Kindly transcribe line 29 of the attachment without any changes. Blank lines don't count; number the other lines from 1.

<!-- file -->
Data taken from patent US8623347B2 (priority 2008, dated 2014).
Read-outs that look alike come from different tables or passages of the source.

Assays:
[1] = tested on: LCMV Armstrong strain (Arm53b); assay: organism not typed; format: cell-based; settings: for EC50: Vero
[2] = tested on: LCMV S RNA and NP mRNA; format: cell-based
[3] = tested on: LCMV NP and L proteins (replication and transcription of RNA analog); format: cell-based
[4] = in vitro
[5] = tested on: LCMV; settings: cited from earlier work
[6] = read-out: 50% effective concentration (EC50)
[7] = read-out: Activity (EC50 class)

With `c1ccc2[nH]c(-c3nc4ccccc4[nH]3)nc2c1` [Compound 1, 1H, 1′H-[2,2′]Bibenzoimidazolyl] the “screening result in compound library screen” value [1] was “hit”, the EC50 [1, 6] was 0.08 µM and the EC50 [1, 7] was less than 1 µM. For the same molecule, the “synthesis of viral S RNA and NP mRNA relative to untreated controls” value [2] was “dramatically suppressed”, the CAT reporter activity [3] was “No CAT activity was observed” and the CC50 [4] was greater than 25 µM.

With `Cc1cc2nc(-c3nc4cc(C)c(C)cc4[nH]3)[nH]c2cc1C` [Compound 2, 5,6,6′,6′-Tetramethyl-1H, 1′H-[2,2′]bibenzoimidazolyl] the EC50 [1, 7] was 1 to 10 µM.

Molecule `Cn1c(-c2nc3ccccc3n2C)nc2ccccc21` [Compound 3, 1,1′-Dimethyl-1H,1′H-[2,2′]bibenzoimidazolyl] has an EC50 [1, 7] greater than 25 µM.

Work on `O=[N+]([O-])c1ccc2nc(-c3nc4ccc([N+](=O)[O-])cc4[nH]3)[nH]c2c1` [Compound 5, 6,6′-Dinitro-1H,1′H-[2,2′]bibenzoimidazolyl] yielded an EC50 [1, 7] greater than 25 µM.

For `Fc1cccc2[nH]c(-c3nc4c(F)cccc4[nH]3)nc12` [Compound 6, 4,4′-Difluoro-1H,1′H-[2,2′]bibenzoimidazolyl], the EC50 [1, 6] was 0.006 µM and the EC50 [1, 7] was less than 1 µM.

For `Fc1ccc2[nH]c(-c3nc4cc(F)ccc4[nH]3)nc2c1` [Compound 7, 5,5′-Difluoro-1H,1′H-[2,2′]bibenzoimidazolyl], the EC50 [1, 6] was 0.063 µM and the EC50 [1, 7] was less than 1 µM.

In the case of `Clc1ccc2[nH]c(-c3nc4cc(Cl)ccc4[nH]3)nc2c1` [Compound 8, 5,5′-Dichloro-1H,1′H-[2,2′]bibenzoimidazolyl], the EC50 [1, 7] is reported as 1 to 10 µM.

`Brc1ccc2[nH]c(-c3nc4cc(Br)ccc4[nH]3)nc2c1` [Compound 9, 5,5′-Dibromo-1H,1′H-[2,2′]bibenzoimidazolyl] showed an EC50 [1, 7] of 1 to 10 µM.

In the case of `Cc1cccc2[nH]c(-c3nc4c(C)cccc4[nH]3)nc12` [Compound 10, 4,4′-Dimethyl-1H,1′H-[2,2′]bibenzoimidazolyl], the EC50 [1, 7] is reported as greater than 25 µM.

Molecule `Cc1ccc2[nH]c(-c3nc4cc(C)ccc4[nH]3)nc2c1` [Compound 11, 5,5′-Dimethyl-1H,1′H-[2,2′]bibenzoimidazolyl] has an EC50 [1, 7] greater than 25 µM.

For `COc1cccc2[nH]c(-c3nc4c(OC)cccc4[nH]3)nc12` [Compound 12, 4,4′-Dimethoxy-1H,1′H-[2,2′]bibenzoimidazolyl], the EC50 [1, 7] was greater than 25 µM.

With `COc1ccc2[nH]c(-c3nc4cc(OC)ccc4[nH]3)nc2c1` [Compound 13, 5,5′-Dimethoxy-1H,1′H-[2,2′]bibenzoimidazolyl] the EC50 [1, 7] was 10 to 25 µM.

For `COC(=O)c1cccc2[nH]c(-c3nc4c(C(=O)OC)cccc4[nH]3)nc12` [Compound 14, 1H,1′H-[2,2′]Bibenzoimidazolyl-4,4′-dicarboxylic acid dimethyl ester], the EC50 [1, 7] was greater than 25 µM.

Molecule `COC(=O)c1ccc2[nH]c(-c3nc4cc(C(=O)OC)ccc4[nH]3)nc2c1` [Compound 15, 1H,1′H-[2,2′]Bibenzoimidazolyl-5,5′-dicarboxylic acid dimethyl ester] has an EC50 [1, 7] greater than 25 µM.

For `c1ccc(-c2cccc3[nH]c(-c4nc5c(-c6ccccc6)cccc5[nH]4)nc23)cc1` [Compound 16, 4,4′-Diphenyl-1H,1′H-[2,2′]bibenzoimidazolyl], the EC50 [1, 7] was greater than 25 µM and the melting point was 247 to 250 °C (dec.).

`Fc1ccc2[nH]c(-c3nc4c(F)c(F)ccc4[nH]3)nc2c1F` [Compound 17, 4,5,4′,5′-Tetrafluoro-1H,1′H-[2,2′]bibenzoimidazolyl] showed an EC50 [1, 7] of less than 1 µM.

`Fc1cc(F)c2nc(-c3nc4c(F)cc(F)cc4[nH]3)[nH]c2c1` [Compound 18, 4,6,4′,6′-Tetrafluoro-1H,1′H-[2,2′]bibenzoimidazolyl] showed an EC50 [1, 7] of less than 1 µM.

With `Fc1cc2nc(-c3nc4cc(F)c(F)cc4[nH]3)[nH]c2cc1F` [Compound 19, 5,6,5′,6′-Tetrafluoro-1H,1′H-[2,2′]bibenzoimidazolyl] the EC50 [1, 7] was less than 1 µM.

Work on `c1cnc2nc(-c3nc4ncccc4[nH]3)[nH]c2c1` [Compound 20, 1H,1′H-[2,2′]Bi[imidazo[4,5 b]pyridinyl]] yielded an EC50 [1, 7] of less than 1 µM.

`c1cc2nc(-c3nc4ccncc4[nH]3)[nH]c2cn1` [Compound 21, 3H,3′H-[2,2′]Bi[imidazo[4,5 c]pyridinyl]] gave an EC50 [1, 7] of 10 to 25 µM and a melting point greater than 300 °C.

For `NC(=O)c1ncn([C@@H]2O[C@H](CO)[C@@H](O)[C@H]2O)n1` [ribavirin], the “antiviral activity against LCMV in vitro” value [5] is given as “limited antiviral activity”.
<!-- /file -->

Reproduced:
Work on `c1cnc2nc(-c3nc4ncccc4[nH]3)[nH]c2c1` [Compound 20, 1H,1′H-[2,2′]Bi[imidazo[4,5 b]pyridinyl]] yielded an EC50 [1, 7] of less than 1 µM.